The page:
BIOGRAPHY FOR E. CHARLTON FORTUNE (1885 - 1969)
Euphemia Fortune is not a signature to be found on any of the works of the artist known for her remarkable landscapes of the Monterey Peninsula in California. Instead the artist, who detested her given name, would usually sign her work with the name "Charlton".
Her art education began early in her life - while in her teens she traveled to Scotland to attend the Edinburgh College of Art and to London for training at St John's Wood School of Art. Returning to California in 1905 she continued her studies at the Mark Hopkins Institute followed by work at the Art Students League of New York City.
Unfortunately, the San Francisco earthquake of 1906 destroyed much of her early work, which had involved a great deal of portraiture. Following the disaster she and her family moved to New York where "Effie" would find opportunity for further study, painting trips, and even sell some of her work to Harper's magazine.
She and her mother returned to San Francisco in 1910 where Effie took a job illustrating for Sunset magazine. Before settling into the new job however she took a brief trip to Scotland and Paris, returning home with over forty new paintings she had done on her journey.
She visited Monterey in the summer of 1912, and continued to do so most summers after that for the rest of her time in the San Francisco area. For a short while Effie tried to conduct seminars and teach her methods, but found it difficult to present her theories in a clear and organized manner. While this was not a successful venture, her landscape paintings of the area were winning her great acclaim.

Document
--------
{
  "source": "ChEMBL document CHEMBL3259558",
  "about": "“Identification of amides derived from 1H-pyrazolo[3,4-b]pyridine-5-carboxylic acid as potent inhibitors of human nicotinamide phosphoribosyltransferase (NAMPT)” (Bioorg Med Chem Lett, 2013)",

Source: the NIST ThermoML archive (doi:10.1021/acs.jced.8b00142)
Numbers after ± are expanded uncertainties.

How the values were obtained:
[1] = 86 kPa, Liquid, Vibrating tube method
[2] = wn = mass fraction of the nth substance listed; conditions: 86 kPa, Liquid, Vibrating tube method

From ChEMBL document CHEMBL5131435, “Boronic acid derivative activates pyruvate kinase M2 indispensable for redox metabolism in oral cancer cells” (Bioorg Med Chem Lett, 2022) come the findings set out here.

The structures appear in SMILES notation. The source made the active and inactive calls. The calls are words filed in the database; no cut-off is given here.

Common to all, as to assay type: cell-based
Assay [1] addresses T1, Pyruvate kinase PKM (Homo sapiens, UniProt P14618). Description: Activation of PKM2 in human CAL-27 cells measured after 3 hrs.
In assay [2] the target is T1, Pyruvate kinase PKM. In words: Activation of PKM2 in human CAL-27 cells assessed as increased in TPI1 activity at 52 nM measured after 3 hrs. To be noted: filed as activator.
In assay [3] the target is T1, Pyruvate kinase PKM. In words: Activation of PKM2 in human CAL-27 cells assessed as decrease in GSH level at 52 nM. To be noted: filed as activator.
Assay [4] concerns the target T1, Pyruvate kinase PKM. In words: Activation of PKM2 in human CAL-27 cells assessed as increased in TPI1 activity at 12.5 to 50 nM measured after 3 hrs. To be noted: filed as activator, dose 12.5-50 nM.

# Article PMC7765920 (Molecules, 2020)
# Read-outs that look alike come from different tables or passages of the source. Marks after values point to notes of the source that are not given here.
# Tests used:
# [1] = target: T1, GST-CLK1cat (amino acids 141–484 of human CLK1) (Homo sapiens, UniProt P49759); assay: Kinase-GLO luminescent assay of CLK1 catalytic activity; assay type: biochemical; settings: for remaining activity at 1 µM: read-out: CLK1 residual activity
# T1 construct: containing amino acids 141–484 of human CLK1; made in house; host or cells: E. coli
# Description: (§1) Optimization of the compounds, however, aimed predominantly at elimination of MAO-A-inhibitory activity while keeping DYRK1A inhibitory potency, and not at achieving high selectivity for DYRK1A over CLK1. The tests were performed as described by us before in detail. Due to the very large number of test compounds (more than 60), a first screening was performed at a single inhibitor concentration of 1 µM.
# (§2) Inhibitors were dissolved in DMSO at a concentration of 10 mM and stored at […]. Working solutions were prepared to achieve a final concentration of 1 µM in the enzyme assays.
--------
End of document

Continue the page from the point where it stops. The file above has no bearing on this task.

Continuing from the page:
During the years of the First World War she was active in the Red Cross, but continued with her painting, which continued to focus on the coastal areas and towns. By 1920 she was settled permanently in Monterey, and in 1927 she exhibited her landscapes at the Beaux Arts Gallery, where it won tremendous praise. The same show however was not as successful back in California, where the arts community wanted their members to be focusing on social realities and not simple scenic beauty.
After 1927 she continued to paint, but devoted a large amount of time to religious paintings, including the decoration of churches throughout the region. Effie was never married, and died in Carmel on May 15, 1969.
Her work is in the permanent collections of many museums, including several in the Monterey area she loved so much.
E. CHARLTON FORTUNE GALLERY OF ART
E. Charlton Fortune Gallery of Art - Visit the E. Charlton Fortune Gallery of Art website.
E. CHARLTON FORTUNE DEALER EXPERT EVALUATION
E. CHARLTON FORTUNE PAINTING EXHIBITIONS
Del Monte Art Gallery, 1907-28
San Francisco Art Association, 1913-34
California Art Club, 1914
Panama-California Exposition (San Diego), 1915 (silver medal)
Panama Pacific International Exposition (San Francisco), 1915 (silver medal)
Helgesen Gallery (SF), 1918, 1921 (solos)
National Academy of Design 1921-32
Paris Salons, 1923, 1924 (silver medal), 1934
Galerie Beaux Arts (San Francisco), 1927 (solo)
Crocker Museum (Sacramento), 1927 (solo)
Los Angeles County Museum of Art, 1928 (solo)
Santa Barbara Art League, 1928 (solo)
Carmel Art Gallery, 1928 (solo)
San Diego Fine Arts Gallery, 1928 (solo)
California State Fairs, 1928-30 (1st prizes)
Golden Gate International Exposition, 1939
Oakland Museum of Art, 1981
Monterey Peninsula Museum of Art, 1992
E. CHARLTON FORTUNE MEMBERSHIPS
Carmel Art Association
San Francisco Art Association
Society of Scottish Artists
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